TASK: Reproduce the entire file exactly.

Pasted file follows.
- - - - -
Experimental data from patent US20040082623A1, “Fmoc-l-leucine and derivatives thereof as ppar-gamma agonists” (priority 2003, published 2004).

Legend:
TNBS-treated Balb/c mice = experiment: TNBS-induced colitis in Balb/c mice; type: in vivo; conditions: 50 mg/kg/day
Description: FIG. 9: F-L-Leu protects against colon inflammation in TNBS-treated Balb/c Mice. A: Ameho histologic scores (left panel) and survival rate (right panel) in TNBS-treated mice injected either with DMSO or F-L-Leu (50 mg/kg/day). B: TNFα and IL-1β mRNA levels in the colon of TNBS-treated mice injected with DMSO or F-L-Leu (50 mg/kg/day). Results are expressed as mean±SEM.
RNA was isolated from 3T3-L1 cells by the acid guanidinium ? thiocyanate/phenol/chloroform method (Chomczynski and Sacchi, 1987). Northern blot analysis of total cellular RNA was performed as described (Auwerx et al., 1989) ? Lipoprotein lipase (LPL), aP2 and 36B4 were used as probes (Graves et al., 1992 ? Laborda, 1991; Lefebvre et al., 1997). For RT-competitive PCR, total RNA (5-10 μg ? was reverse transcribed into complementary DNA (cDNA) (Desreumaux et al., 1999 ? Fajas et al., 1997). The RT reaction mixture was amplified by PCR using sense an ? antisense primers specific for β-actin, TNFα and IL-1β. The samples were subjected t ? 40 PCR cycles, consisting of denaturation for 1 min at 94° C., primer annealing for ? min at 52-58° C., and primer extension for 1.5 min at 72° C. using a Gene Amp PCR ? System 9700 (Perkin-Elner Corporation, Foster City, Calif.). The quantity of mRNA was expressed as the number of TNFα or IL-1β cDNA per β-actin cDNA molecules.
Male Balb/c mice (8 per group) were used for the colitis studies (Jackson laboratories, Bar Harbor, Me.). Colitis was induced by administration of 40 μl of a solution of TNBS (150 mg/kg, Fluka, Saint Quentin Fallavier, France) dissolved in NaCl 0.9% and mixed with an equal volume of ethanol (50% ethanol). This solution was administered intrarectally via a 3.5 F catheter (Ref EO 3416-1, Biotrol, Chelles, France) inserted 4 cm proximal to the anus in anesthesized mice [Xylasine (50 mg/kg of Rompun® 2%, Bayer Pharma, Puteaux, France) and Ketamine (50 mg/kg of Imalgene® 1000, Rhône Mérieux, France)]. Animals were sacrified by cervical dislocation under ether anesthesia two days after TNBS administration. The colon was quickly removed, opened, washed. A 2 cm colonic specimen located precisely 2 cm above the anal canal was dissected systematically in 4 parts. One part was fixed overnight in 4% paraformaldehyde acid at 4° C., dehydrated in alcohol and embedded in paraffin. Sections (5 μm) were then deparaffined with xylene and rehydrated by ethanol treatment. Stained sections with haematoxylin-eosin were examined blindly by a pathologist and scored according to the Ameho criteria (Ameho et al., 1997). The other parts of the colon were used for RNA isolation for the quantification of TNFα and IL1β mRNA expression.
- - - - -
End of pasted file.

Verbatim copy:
Experimental data from patent US20040082623A1, “Fmoc-l-leucine and derivatives thereof as ppar-gamma agonists” (priority 2003, published 2004).

Legend:
TNBS-treated Balb/c mice = experiment: TNBS-induced colitis in Balb/c mice; type: in vivo; conditions: 50 mg/kg/day
Description: FIG. 9: F-L-Leu protects against colon inflammation in TNBS-treated Balb/c Mice. A: Ameho histologic scores (left panel) and survival rate (right panel) in TNBS-treated mice injected either with DMSO or F-L-Leu (50 mg/kg/day). B: TNFα and IL-1β mRNA levels in the colon of TNBS-treated mice injected with DMSO or F-L-Leu (50 mg/kg/day). Results are expressed as mean±SEM.
RNA was isolated from 3T3-L1 cells by the acid guanidinium ? thiocyanate/phenol/chloroform method (Chomczynski and Sacchi, 1987). Northern blot analysis of total cellular RNA was performed as described (Auwerx et al., 1989) ? Lipoprotein lipase (LPL), aP2 and 36B4 were used as probes (Graves et al., 1992 ? Laborda, 1991; Lefebvre et al., 1997). For RT-competitive PCR, total RNA (5-10 μg ? was reverse transcribed into complementary DNA (cDNA) (Desreumaux et al., 1999 ? Fajas et al., 1997). The RT reaction mixture was amplified by PCR using sense an ? antisense primers specific for β-actin, TNFα and IL-1β. The samples were subjected t ? 40 PCR cycles, consisting of denaturation for 1 min at 94° C., primer annealing for ? min at 52-58° C., and primer extension for 1.5 min at 72° C. using a Gene Amp PCR ? System 9700 (Perkin-Elner Corporation, Foster City, Calif.). The quantity of mRNA was expressed as the number of TNFα or IL-1β cDNA per β-actin cDNA molecules.
Male Balb/c mice (8 per group) were used for the colitis studies (Jackson laboratories, Bar Harbor, Me.). Colitis was induced by administration of 40 μl of a solution of TNBS (150 mg/kg, Fluka, Saint Quentin Fallavier, France) dissolved in NaCl 0.9% and mixed with an equal volume of ethanol (50% ethanol). This solution was administered intrarectally via a 3.5 F catheter (Ref EO 3416-1, Biotrol, Chelles, France) inserted 4 cm proximal to the anus in anesthesized mice [Xylasine (50 mg/kg of Rompun® 2%, Bayer Pharma, Puteaux, France) and Ketamine (50 mg/kg of Imalgene® 1000, Rhône Mérieux, France)]. Animals were sacrified by cervical dislocation under ether anesthesia two days after TNBS administration. The colon was quickly removed, opened, washed. A 2 cm colonic specimen located precisely 2 cm above the anal canal was dissected systematically in 4 parts. One part was fixed overnight in 4% paraformaldehyde acid at 4° C., dehydrated in alcohol and embedded in paraffin. Sections (5 μm) were then deparaffined with xylene and rehydrated by ethanol treatment. Stained sections with haematoxylin-eosin were examined blindly by a pathologist and scored according to the Ameho criteria (Ameho et al., 1997). The other parts of the colon were used for RNA isolation for the quantification of TNFα and IL1β mRNA expression.